"It was evident from our first meeting that they both felt passionate about this area of research..."
The PACE Study aims to find out whether the results from a quick and safe finger prick blood test in the GP surgery can help doctors better decide if antibiotics are required for people with a flare up of their chronic obstructive pulmonary disease (COPD).
Chronic obstructive pulmonary disease (COPD) is the name for a collection of lung diseases. People with COPD have difficulties breathing, primarily due to the narrowing of their airways, this is called airflow obstruction.
The Health and Care Research Wales Public Involvement and Engagement Team were approached to find two members of the public who suffer from COPD to join the PACE Study Development Group and an advert was sent out to the Involving People Network in early 2013.
Jacqui Nuttall, South East Wales Trials Unit, worked with the two Involving People network members and could see the value they brought to the study straight away:
"It was evident from our first meeting that they both felt passionate about this area of research and believed the proposed research was relevant to the needs of the population it aims to benefit."
The network members quickly had an impact on the study by bringing a different perspective to the recruitment process.
From experience, the network members knew that at the time of a COPD flare up, patients can feel uncomfortable and vulnerable and suggested that it is not the best time to give them information about a study for the first time.
The recruitment process within the study funding proposal was amended so that all potentially eligible patients, at GP surgeries registered for the study, would be sent information about the research.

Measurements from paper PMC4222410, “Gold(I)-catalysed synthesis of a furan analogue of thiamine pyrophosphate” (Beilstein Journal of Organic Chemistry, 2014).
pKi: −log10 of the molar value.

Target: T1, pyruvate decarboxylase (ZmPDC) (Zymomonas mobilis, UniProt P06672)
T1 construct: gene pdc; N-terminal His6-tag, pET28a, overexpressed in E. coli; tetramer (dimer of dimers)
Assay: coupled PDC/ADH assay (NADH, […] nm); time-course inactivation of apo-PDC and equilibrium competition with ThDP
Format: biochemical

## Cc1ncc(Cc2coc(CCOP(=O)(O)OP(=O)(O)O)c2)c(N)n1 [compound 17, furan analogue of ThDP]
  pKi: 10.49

This would prevent patients being told about the study for the first time while having a flare up of theirCOPD. It also gave patients an opportunity to read information about the study and consider participating before they become unwell.
The PACE study was then submitted to an ethics committee and one of the network members was invited to an ethics meeting with the researchers.
Jacqui saw how important the network members’ experience could be at this stage of the research study design, too:
"Many of the questions that are asked by the ethics committee can be directly linked to patient understanding and perceived thoughts on study procedures.
"Therefore, who better to answer their questions than someone who understands better than anyone else on the study team what it feels like to live with COPD."
Margaret Barnard, is one of the Involving People Network Members working with the researchers on the PACE study. She was diagnosed with COPD in 2003 and needs oxygen and inhalers daily.
It’s clear why becoming involved in research opportunities like the PACE study is important to Margaret:
"Working for the good of others living with the same, or similar, conditions as you, is a very positive thing to do.
It not only makes you have more positive thoughts about yourself and the condition you are living with, but you are helping others be more proactive in the treatment of their condition."
Jonathan Bidmead, Involving People Network Member, is also involved in the study and has seen public involvement grow to become the essential part of the funding process it is today.
"I have been involved in research projects in the past and I am well aware of the problems that not having a public representative can lead to. Now it is rare to come across research which does not have a public representative."
The study was successful in gaining funding and Jacqui is clear how important the network members’ involvement was, believing that the patient representatives "helped immensely in obtaining this outcome."
The two network members are continuing their involvement in the study and are part of the PACE Trial Steering Group.
For more information about the PACE study, visit the South East Wales Trials Unit website.
To find out more about public involvement in Wales, visit www.healthandcareresearch.gov.wales/public